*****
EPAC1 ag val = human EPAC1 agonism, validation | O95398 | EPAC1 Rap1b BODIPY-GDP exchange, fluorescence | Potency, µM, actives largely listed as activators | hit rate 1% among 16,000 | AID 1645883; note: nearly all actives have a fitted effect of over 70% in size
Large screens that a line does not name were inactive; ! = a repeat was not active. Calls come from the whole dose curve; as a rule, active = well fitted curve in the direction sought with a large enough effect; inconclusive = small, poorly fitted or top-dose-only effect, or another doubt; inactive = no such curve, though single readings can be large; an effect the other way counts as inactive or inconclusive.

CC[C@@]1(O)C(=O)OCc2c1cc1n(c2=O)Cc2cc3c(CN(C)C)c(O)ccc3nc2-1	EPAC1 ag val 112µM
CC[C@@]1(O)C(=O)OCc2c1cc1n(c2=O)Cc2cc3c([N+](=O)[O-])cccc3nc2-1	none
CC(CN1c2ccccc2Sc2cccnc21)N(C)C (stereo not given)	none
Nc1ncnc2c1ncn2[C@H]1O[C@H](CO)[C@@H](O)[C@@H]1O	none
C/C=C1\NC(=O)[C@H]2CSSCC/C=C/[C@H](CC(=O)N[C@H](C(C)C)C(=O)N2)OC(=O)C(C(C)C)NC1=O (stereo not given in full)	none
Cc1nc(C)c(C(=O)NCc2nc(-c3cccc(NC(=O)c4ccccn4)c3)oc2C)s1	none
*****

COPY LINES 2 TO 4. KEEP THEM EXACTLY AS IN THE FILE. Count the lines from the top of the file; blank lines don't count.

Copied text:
Large screens that a line does not name were inactive; ! = a repeat was not active. Calls come from the whole dose curve; as a rule, active = well fitted curve in the direction sought with a large enough effect; inconclusive = small, poorly fitted or top-dose-only effect, or another doubt; inactive = no such curve, though single readings can be large; an effect the other way counts as inactive or inconclusive.

CC[C@@]1(O)C(=O)OCc2c1cc1n(c2=O)Cc2cc3c(CN(C)C)c(O)ccc3nc2-1	EPAC1 ag val 112µM
CC[C@@]1(O)C(=O)OCc2c1cc1n(c2=O)Cc2cc3c([N+](=O)[O-])cccc3nc2-1	none